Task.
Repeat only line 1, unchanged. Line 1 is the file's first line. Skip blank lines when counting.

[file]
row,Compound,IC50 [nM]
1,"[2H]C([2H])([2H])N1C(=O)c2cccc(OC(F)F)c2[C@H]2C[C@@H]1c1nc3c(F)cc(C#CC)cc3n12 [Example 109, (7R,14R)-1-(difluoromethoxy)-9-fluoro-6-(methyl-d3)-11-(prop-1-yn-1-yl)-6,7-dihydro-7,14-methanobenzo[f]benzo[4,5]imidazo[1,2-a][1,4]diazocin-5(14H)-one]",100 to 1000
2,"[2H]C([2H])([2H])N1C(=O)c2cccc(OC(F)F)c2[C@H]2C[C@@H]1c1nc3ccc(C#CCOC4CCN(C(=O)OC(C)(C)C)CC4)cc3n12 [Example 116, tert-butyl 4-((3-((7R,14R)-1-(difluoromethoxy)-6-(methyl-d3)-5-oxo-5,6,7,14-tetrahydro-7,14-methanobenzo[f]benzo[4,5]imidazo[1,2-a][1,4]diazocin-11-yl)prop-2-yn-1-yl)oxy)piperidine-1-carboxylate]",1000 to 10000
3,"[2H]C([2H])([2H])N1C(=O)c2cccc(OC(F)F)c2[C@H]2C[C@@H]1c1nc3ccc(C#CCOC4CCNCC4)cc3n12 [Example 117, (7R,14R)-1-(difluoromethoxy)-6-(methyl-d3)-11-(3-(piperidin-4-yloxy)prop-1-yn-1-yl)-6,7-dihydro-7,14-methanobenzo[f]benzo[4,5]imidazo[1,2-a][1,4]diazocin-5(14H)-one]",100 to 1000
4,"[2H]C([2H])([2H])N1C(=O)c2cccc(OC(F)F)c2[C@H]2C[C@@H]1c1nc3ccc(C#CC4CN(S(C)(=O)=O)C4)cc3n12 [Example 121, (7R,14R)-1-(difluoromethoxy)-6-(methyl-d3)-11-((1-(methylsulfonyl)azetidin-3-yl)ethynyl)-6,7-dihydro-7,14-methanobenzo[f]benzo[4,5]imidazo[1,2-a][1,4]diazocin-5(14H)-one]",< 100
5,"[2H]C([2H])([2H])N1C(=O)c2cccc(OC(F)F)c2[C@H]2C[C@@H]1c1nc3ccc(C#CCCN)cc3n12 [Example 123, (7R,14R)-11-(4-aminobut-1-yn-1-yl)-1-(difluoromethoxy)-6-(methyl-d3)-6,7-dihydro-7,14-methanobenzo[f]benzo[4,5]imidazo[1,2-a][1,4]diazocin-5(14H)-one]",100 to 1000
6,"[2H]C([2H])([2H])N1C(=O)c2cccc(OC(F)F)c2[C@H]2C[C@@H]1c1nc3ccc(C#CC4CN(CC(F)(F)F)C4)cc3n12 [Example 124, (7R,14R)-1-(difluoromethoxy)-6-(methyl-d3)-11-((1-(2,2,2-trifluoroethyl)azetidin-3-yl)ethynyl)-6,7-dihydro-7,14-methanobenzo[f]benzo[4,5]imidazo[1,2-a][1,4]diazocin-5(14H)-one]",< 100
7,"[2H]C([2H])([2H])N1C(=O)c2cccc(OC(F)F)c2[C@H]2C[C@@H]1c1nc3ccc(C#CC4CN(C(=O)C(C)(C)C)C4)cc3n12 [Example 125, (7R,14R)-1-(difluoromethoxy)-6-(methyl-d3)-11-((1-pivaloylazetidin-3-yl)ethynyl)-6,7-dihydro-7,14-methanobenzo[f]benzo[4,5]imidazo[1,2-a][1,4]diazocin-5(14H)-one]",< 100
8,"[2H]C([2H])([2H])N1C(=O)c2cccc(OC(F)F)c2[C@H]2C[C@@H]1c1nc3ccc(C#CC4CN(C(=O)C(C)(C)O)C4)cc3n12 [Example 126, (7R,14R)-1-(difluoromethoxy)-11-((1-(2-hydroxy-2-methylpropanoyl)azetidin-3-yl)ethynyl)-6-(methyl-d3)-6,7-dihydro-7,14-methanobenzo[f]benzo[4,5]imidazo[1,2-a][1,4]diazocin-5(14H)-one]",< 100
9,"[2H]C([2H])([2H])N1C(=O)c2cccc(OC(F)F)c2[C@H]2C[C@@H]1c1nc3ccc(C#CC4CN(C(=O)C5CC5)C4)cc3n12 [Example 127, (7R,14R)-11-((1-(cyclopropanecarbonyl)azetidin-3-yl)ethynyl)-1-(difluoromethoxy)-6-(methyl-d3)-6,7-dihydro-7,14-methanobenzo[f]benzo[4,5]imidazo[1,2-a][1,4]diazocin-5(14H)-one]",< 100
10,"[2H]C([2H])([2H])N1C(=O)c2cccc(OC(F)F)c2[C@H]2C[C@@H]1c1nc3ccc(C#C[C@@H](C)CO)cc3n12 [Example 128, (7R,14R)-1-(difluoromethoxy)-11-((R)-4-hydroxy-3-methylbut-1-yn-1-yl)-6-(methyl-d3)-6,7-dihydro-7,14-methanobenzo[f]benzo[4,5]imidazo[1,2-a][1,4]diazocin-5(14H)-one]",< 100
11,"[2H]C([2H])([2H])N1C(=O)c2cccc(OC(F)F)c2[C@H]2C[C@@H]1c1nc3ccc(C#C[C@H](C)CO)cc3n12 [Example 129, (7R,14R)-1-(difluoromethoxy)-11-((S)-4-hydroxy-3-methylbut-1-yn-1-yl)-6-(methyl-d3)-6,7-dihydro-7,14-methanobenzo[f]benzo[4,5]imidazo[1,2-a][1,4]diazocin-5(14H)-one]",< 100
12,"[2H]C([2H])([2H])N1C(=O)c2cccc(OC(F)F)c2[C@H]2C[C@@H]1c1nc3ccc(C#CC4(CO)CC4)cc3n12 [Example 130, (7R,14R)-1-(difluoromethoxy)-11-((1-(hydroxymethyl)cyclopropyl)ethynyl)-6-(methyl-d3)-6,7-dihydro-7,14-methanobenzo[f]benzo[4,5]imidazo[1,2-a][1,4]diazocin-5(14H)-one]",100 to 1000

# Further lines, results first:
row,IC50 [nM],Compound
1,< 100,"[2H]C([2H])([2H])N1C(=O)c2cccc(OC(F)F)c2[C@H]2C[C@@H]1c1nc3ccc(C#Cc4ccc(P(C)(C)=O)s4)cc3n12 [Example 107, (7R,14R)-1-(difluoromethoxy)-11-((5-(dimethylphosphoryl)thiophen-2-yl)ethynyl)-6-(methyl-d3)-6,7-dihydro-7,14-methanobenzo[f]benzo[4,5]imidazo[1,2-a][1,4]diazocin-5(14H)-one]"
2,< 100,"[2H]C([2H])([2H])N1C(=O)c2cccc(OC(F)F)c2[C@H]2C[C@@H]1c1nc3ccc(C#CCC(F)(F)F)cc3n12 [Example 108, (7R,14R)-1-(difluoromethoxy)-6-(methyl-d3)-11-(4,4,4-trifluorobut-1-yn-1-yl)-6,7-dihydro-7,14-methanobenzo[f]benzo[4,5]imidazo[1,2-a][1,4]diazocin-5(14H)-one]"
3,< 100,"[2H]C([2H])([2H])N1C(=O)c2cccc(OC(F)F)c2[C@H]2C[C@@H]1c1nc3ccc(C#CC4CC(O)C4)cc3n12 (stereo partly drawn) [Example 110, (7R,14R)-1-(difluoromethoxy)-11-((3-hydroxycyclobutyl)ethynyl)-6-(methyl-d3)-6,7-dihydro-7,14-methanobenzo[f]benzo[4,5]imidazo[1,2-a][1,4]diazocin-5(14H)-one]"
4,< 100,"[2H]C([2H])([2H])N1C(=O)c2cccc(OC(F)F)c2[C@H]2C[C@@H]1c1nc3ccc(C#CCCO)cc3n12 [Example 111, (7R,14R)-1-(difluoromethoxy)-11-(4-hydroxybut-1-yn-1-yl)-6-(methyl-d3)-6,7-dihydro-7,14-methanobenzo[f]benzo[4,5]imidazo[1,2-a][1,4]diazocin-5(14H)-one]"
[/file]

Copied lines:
row,Compound,IC50 [nM]